One of the principal election promises of the Republican Party in 2016 US presidential election campaign was US tax reform. After several months of work, both houses of the US Congress, the House of Representatives and the Senate, arrived at an agreement and consolidated their respective tax reform bills into one bill.
The House of Representatives tax reform bill passed this month is focused on reducing the tax burden of small business owners. The tax code passed by the House of Representatives proposes a 25% tax rate (down from 39.6%) for small business owners who report profits as income in their individual tax returns. While still above the proposed 20% tax rate for corporations, the bill on its face appears to provide tax relief to small business owners. But will it really? That depends on how a particular small business owner makes his or her money.
Many small businesses earn passive income, either through royalties and licensing fees or by owning an interest in a pass-through entity. A pass-through entity is a common business structure such as Limited Liability Company or a Limited Partnership that is disregarded by the Internal Revenue Service; it does not pay tax on its income, the entity’s income is taxed solely and directly in the hands of the entity’s owners. Businesses that earn passive income will not benefit from this tax cut.
Since many business owners earn passive income through their current small business structures, the consolidated tax reform bill will not provide them with a real tax break. Small active businesses such as ones that provide goods and services will benefit from the tax cut proposed in the tax reform bill.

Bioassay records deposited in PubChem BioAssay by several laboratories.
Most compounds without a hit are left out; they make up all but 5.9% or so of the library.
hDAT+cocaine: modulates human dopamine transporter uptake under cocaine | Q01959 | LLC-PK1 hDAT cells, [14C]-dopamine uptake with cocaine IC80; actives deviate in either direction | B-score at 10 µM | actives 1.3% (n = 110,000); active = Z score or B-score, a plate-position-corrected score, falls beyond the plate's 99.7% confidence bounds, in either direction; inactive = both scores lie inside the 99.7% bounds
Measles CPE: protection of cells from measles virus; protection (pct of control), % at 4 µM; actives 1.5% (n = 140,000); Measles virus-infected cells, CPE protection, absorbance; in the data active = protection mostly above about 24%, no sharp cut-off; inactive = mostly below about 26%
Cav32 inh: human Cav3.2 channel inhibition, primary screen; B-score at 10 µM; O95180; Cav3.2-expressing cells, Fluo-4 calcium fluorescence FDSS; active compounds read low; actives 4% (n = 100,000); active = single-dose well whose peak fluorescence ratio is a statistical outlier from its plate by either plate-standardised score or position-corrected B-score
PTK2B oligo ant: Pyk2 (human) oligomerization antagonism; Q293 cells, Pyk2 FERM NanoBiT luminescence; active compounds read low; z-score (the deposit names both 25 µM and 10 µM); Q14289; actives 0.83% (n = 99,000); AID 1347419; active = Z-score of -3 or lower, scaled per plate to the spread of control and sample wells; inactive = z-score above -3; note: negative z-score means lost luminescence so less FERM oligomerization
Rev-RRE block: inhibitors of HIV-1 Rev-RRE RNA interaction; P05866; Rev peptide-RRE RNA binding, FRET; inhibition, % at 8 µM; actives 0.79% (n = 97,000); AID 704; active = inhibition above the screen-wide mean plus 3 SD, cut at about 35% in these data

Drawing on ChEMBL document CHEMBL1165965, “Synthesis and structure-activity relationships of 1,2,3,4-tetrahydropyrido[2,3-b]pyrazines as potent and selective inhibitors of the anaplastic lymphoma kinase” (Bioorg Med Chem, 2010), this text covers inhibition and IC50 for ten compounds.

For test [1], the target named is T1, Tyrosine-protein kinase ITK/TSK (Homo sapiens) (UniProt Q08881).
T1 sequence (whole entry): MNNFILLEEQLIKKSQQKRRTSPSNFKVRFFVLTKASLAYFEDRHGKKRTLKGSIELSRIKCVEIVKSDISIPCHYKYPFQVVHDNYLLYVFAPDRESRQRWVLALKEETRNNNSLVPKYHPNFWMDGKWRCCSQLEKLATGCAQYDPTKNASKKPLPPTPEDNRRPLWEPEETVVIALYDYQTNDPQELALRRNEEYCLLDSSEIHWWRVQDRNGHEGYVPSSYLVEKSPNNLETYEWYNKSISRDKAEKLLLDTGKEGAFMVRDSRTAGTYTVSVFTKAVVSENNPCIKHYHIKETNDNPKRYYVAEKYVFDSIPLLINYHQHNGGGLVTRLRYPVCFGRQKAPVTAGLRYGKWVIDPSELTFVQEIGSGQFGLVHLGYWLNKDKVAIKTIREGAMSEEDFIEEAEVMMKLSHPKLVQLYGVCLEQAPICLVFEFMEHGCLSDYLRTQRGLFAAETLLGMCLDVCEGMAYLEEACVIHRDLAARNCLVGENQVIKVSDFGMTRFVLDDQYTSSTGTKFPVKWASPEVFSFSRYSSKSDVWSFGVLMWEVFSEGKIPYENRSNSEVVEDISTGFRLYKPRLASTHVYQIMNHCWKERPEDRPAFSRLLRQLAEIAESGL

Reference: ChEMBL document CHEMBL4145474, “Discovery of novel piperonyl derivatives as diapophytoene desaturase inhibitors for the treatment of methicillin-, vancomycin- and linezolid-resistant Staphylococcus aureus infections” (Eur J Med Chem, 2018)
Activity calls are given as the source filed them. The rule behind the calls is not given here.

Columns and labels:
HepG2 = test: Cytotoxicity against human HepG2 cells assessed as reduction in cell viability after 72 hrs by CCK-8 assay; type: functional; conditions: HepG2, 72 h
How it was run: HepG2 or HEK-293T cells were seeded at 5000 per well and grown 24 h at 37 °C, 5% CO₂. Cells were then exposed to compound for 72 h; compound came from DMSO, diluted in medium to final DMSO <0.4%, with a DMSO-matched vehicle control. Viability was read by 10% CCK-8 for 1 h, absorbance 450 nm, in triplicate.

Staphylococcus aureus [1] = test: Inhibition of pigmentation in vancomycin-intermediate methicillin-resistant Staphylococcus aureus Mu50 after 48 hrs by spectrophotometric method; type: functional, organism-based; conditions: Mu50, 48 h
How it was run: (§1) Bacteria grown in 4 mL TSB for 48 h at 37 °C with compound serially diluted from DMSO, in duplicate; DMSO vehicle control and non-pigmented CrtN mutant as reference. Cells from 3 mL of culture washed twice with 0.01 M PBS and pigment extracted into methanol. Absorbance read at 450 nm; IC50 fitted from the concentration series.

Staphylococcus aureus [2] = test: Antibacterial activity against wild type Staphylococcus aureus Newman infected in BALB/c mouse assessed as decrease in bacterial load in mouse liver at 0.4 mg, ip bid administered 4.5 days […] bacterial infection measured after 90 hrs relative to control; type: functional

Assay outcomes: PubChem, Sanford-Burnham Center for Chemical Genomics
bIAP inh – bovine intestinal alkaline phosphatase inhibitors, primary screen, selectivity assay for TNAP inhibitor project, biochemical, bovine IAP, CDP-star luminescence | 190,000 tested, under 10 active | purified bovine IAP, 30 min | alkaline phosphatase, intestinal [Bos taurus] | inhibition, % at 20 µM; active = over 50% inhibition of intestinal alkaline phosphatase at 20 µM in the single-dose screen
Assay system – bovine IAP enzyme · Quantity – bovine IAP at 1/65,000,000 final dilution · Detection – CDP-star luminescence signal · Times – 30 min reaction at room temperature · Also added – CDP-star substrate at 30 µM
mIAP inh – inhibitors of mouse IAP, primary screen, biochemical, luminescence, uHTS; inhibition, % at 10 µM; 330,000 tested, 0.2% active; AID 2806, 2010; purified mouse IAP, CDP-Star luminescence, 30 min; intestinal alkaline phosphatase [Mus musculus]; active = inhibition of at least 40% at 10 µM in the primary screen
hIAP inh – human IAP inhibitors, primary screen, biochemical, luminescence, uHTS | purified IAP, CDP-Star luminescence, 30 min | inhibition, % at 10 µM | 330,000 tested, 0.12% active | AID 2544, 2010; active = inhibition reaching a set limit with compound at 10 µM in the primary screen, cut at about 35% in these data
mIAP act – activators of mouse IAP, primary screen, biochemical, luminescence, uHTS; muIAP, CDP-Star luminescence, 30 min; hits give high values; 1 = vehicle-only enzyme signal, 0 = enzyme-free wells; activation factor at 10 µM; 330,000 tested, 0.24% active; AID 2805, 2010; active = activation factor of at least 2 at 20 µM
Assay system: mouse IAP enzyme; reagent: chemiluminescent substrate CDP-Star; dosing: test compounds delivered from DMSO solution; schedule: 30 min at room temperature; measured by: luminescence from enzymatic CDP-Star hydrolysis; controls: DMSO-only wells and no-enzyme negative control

What we may see if the current legislation becomes law is that many small business owners may choose to restructure their businesses away from pass through entities in order to avoid possible additional income tax exposure. One should speak to a qualified tax attorney regarding the possible alternative structures for small businesses in light of the new law.
The comments offered in this article are meant to be general in nature and are not intended to provide legal advice regarding any individual situation. Before taking any action involving your individual situation, you should seek legal advice to ensure it is appropriate for your circumstances.
About the author
Stephen A. Simon is an Associate at Levy Salis LLP, and a member of the Texas Bar and Quebec Foreign Legal Advisor. Mr. Simon’s practice is focused on the settlement of estates in the United States and Canada, US tax law, and US estate planning for both Canadians and Americans living in Canada.